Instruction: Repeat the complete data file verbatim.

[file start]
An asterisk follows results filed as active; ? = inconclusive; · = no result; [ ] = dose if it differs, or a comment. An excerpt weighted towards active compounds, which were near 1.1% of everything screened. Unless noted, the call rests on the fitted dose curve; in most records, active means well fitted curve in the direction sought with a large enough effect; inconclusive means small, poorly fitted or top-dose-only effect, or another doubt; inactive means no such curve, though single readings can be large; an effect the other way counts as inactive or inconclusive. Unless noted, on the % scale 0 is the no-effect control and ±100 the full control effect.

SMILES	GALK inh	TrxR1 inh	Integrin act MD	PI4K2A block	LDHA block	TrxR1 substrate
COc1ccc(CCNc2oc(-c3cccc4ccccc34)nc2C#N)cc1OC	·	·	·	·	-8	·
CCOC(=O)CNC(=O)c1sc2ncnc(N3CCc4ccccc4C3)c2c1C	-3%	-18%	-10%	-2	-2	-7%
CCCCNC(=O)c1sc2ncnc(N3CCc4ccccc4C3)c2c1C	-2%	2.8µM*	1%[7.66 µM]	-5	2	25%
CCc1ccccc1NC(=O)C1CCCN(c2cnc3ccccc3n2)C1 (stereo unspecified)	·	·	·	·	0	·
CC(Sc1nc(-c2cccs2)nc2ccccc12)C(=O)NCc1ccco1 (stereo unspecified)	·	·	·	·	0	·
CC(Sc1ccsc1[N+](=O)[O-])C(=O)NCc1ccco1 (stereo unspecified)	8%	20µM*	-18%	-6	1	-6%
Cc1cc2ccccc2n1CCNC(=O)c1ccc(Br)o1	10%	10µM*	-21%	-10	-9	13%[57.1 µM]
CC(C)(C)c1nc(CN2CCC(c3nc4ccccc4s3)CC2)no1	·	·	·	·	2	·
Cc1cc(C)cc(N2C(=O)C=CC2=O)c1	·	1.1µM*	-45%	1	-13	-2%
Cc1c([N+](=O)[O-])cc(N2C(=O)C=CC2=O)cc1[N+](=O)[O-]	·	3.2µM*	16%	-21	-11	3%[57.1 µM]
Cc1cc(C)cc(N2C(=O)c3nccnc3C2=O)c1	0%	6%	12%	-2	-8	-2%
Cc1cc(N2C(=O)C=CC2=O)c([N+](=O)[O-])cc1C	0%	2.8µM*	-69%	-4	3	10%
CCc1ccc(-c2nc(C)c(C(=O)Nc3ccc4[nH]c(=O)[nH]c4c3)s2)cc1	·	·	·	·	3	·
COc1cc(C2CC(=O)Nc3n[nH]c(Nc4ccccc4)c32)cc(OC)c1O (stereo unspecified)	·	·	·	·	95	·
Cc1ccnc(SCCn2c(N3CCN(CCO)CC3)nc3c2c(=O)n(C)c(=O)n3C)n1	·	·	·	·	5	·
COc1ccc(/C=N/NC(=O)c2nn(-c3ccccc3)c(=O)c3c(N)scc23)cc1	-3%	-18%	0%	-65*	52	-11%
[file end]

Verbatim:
An asterisk follows results filed as active; ? = inconclusive; · = no result; [ ] = dose if it differs, or a comment. An excerpt weighted towards active compounds, which were near 1.1% of everything screened. Unless noted, the call rests on the fitted dose curve; in most records, active means well fitted curve in the direction sought with a large enough effect; inconclusive means small, poorly fitted or top-dose-only effect, or another doubt; inactive means no such curve, though single readings can be large; an effect the other way counts as inactive or inconclusive. Unless noted, on the % scale 0 is the no-effect control and ±100 the full control effect.

SMILES	GALK inh	TrxR1 inh	Integrin act MD	PI4K2A block	LDHA block	TrxR1 substrate
COc1ccc(CCNc2oc(-c3cccc4ccccc34)nc2C#N)cc1OC	·	·	·	·	-8	·
CCOC(=O)CNC(=O)c1sc2ncnc(N3CCc4ccccc4C3)c2c1C	-3%	-18%	-10%	-2	-2	-7%
CCCCNC(=O)c1sc2ncnc(N3CCc4ccccc4C3)c2c1C	-2%	2.8µM*	1%[7.66 µM]	-5	2	25%
CCc1ccccc1NC(=O)C1CCCN(c2cnc3ccccc3n2)C1 (stereo unspecified)	·	·	·	·	0	·
CC(Sc1nc(-c2cccs2)nc2ccccc12)C(=O)NCc1ccco1 (stereo unspecified)	·	·	·	·	0	·
CC(Sc1ccsc1[N+](=O)[O-])C(=O)NCc1ccco1 (stereo unspecified)	8%	20µM*	-18%	-6	1	-6%
Cc1cc2ccccc2n1CCNC(=O)c1ccc(Br)o1	10%	10µM*	-21%	-10	-9	13%[57.1 µM]
CC(C)(C)c1nc(CN2CCC(c3nc4ccccc4s3)CC2)no1	·	·	·	·	2	·
Cc1cc(C)cc(N2C(=O)C=CC2=O)c1	·	1.1µM*	-45%	1	-13	-2%
Cc1c([N+](=O)[O-])cc(N2C(=O)C=CC2=O)cc1[N+](=O)[O-]	·	3.2µM*	16%	-21	-11	3%[57.1 µM]
Cc1cc(C)cc(N2C(=O)c3nccnc3C2=O)c1	0%	6%	12%	-2	-8	-2%
Cc1cc(N2C(=O)C=CC2=O)c([N+](=O)[O-])cc1C	0%	2.8µM*	-69%	-4	3	10%
CCc1ccc(-c2nc(C)c(C(=O)Nc3ccc4[nH]c(=O)[nH]c4c3)s2)cc1	·	·	·	·	3	·
COc1cc(C2CC(=O)Nc3n[nH]c(Nc4ccccc4)c32)cc(OC)c1O (stereo unspecified)	·	·	·	·	95	·
Cc1ccnc(SCCn2c(N3CCN(CCO)CC3)nc3c2c(=O)n(C)c(=O)n3C)n1	·	·	·	·	5	·
COc1ccc(/C=N/NC(=O)c2nn(-c3ccccc3)c(=O)c3c(N)scc23)cc1	-3%	-18%	0%	-65*	52	-11%